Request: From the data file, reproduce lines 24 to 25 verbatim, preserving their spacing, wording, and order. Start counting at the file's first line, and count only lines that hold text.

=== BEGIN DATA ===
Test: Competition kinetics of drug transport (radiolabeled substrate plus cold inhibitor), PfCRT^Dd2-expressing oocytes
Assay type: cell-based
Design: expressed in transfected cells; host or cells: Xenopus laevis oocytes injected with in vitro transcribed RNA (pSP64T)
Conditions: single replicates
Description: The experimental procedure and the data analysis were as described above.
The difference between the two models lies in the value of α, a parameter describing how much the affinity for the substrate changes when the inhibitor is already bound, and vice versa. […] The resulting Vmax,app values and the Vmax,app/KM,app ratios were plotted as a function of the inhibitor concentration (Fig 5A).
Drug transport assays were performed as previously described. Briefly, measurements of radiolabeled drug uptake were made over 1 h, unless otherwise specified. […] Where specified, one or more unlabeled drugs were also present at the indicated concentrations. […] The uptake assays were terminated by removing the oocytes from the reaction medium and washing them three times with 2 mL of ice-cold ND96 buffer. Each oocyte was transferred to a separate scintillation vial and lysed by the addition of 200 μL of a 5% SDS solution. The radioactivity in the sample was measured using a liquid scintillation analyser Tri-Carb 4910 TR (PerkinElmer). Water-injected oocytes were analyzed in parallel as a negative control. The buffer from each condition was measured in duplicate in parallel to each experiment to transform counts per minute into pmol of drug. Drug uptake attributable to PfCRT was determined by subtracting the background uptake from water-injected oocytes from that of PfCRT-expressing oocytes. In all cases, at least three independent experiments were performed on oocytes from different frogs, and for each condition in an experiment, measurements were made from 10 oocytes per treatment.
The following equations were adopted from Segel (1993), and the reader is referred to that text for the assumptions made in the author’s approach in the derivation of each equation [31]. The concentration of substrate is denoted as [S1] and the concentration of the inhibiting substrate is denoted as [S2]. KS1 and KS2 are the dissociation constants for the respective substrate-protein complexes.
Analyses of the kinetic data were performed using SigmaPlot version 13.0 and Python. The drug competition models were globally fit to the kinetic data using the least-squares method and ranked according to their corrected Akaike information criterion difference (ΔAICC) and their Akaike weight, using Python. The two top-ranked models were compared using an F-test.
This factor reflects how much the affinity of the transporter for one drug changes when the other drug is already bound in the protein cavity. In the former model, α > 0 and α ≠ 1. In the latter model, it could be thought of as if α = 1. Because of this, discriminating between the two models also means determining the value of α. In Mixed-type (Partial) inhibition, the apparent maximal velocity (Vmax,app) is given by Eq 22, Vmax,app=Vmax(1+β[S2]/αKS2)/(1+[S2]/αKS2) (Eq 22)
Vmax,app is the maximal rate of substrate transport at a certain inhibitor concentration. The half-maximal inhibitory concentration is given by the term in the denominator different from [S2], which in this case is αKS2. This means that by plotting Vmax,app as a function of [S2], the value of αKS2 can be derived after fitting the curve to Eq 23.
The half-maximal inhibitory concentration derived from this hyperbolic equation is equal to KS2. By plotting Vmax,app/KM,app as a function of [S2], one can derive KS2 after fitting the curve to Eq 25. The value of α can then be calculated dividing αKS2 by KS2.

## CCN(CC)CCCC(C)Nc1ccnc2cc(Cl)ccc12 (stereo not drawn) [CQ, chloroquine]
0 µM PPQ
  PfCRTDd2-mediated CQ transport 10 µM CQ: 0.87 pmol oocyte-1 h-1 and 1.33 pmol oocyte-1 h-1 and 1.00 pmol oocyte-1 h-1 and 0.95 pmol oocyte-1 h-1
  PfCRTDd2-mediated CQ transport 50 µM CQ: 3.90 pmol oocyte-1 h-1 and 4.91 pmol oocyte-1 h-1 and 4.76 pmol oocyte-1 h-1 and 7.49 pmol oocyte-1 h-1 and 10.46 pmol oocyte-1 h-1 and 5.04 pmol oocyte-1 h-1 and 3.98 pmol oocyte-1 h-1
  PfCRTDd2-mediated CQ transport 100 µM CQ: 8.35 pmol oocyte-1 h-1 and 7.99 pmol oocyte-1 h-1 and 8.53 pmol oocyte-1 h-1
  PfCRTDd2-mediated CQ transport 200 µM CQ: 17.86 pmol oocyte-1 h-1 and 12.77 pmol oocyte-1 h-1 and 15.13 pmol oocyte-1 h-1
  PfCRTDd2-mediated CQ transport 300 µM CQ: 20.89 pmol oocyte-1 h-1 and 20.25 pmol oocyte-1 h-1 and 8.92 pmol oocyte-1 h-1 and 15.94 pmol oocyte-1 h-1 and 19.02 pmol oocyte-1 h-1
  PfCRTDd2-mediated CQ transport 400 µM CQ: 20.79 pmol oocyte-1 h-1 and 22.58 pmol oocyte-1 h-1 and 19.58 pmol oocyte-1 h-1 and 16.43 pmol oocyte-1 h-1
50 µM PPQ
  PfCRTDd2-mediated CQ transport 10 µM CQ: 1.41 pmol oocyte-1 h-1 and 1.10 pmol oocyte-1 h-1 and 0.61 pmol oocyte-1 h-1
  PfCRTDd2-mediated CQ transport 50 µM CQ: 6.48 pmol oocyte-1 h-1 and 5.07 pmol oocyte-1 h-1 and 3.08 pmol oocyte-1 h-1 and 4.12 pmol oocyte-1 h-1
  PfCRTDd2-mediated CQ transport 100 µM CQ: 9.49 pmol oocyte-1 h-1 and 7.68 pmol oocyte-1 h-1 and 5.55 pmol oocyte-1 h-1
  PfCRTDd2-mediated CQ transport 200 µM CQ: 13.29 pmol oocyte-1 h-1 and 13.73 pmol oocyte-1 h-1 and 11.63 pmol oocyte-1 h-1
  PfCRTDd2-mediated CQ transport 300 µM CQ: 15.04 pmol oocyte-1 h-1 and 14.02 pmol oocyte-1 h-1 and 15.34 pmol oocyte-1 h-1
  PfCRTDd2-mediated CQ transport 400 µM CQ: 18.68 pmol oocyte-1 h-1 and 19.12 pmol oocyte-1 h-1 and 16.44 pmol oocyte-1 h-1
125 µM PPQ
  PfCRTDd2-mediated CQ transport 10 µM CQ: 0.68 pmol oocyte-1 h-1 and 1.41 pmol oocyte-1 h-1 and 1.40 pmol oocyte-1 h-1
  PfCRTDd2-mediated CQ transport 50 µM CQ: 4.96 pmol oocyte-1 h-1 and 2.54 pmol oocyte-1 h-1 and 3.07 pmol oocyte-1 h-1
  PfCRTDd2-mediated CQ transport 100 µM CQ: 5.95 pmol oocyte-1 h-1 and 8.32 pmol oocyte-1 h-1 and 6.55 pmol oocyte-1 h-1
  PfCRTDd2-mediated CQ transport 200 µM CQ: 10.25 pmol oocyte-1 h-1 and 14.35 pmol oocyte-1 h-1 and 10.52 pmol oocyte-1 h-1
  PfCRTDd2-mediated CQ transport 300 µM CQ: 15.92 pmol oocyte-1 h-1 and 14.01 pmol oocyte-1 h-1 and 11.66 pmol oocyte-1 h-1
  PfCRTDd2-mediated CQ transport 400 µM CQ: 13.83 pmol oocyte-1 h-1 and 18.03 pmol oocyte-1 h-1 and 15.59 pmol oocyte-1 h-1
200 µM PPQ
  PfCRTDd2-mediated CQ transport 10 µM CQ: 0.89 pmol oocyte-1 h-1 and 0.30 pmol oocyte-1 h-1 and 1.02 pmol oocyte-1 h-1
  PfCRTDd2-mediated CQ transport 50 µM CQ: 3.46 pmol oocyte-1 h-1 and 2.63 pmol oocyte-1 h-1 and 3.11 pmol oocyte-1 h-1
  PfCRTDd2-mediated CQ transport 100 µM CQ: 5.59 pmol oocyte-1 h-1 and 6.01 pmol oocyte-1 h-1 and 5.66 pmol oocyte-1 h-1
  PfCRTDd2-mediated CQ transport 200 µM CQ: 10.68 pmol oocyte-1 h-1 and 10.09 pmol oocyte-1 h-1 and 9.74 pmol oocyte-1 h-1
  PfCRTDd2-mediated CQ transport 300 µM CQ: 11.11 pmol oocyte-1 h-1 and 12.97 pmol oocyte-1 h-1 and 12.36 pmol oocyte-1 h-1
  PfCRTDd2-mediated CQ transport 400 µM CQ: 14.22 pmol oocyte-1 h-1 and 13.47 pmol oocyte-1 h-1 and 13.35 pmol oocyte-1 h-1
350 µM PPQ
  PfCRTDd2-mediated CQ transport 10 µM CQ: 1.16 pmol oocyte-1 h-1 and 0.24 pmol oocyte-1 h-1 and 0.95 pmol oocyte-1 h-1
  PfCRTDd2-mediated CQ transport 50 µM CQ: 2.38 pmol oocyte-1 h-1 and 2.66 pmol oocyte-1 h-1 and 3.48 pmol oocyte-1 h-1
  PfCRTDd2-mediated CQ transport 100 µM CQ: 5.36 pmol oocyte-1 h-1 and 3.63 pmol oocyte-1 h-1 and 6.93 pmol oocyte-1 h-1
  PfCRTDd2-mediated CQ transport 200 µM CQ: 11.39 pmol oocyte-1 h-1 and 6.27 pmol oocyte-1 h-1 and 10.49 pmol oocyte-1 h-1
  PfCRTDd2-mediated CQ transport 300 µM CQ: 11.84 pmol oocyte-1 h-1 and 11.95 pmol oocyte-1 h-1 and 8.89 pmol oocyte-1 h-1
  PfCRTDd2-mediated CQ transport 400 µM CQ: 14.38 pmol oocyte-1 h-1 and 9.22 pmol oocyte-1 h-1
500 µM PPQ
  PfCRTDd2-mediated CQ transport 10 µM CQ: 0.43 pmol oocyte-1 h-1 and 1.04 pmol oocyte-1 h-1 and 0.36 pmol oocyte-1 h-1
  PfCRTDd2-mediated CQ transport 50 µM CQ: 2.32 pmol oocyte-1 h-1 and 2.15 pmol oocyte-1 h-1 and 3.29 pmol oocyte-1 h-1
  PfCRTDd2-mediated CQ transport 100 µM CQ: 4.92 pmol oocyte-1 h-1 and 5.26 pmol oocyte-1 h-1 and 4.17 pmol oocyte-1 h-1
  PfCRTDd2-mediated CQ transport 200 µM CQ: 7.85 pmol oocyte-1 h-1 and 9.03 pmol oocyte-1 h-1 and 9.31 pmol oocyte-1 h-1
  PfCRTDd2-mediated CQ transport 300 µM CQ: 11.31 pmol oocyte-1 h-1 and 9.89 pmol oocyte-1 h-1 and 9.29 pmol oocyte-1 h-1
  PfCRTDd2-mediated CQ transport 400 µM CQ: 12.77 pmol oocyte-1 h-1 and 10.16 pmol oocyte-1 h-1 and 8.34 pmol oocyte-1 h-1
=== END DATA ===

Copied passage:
  PfCRTDd2-mediated CQ transport 100 µM CQ: 9.49 pmol oocyte-1 h-1 and 7.68 pmol oocyte-1 h-1 and 5.55 pmol oocyte-1 h-1
  PfCRTDd2-mediated CQ transport 200 µM CQ: 13.29 pmol oocyte-1 h-1 and 13.73 pmol oocyte-1 h-1 and 11.63 pmol oocyte-1 h-1